Presenters are networking while they disseminate their knowledge, of course. Here are my quick thoughts:

  • If you have a professional Twitter account, or other social media hub that communicates to your audience who you are and the work you do, make that handle known. It’s more meaningful to me than a standard business card. (In fact, put your @ on your business card.)
  • Put your name on every one of your slides, and consider giving permission for attendees to share your presentation live. I live-tweet with permission. When I can’t attend a con, it’s at least helpful to me to know how to find you and follow your work.

I say this because I think the #SWDE conference is incredibly valuable, and I cannot thank OLLU enough for supporting this gathering. and I’m grateful for the opportunity to attend.

Here are some Twitter highlights from Day 1 (Wednesday, April 10). I selected these (I hesitate to say I “curated”) somewhat randomly. I encourage readers to check out the #SWDE2019 hashtag and look at all the impressions on Twitter. Like I noted earlier, conference organizers can help facilitate the sharing of conference materials. (Virtual, asynchronous access to conference content would be the standard I’d like to see, but social media facilitates what we can do now.)


More to come from Day 1….

Social Work Distance Education Conference 2019 #SWDE2019 Pre-Conference Post

This is my third year attempting to capture at least a small part of the #SWDE2019 conference in a series of blog posts. I don’t think I will ever crack how to do this “right”, but this year I’m doing a few different things:

  • On this blog, I’ll post Twitter highlights and a few extra comments.
  • Over at MacroSW.com, I’ll post on any Macro-related stuff that I’ll encounter at this conference.
  • If you are a MacroSW Patreon member, I’ll post a few pictures from the conference location and some additional comments.

As always, thank you to Our Lady of the Lake University for making this conference a success.

Travel Social Work: #MacroSW Twitter Chat for 4/4/19 at 9:00 p.m. Eastern

Just a quick reminder that I”ll be moderating tonight’s #MacroSW chat.

For our Twitter chat this Thursday at 9:00 p.m., we’ll host this week’s guest expert, J the Roving Social Worker. J is a travel social worker, a social worker who moves from site to site, sometimes across the country.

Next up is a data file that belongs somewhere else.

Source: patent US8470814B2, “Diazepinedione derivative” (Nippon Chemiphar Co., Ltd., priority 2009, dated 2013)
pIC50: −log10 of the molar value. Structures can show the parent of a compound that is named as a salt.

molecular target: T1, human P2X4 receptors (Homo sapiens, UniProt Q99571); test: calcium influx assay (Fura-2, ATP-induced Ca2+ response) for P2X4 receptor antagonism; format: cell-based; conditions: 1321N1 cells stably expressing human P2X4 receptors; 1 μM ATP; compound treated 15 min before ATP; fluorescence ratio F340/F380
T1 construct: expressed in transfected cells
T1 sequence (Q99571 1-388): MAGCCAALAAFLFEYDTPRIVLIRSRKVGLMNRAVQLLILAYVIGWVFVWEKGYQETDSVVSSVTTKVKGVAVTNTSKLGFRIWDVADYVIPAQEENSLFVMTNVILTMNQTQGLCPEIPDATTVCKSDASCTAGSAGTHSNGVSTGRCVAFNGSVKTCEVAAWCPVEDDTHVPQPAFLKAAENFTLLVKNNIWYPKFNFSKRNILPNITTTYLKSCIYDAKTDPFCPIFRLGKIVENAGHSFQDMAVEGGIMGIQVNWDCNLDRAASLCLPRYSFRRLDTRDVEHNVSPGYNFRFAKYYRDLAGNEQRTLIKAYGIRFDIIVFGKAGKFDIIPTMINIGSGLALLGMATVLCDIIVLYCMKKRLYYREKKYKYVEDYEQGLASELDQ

Before the chat, get acquainted with travel social work by reading this week’s post!

What is Travel Social Work?

While travel nursing has exist for over 30 years, domestic Travel Social Work appears to have started within the last decade. Like travel nursing, TSW is a distinct workforce within the profession of Social Work. A TSW is hired to work in a Social Work practice setting for a limited amount of time. A traveler is not the same as a temp agency worker, a person who is usually local to the work site. These practice settings can be in a variety of regional settings such as urban, rural, or on Tribal…

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Public Transit and Macro Social Work: A Case Study – #MacroSW Chat Feb. 21, 2019

Here’s this week’s preview of our next #MacrosW chat.

Public transit is a civil right, and intersects with the U.N. Universal Declaration of Human Rights http://www.un.org/en/universal-declaration-human-rights/, especially Articles 22–27. These articles sanction an individual’s economic, social and cultural rights, including healthcare (Article 25) and the right to a job (Article 23). This latter Article, on Workers’ Rights, states that every grown-up has the right to choice in employment, with a fair wage for their work. Yet too often that choice in employment, or access to transportation for healthcare, is limited by poor or nonexistent public transport.

In today’s society, with its ever-growing urban sprawl, or for those with rural residences, or for those who can not afford a car, and for people with disabilities, it is impossible to thrive without reliable transportation. And for many, that means public transportation. We need a healthy, robust public transit system to ensure that everyone can get around, regardless of race, class, disability…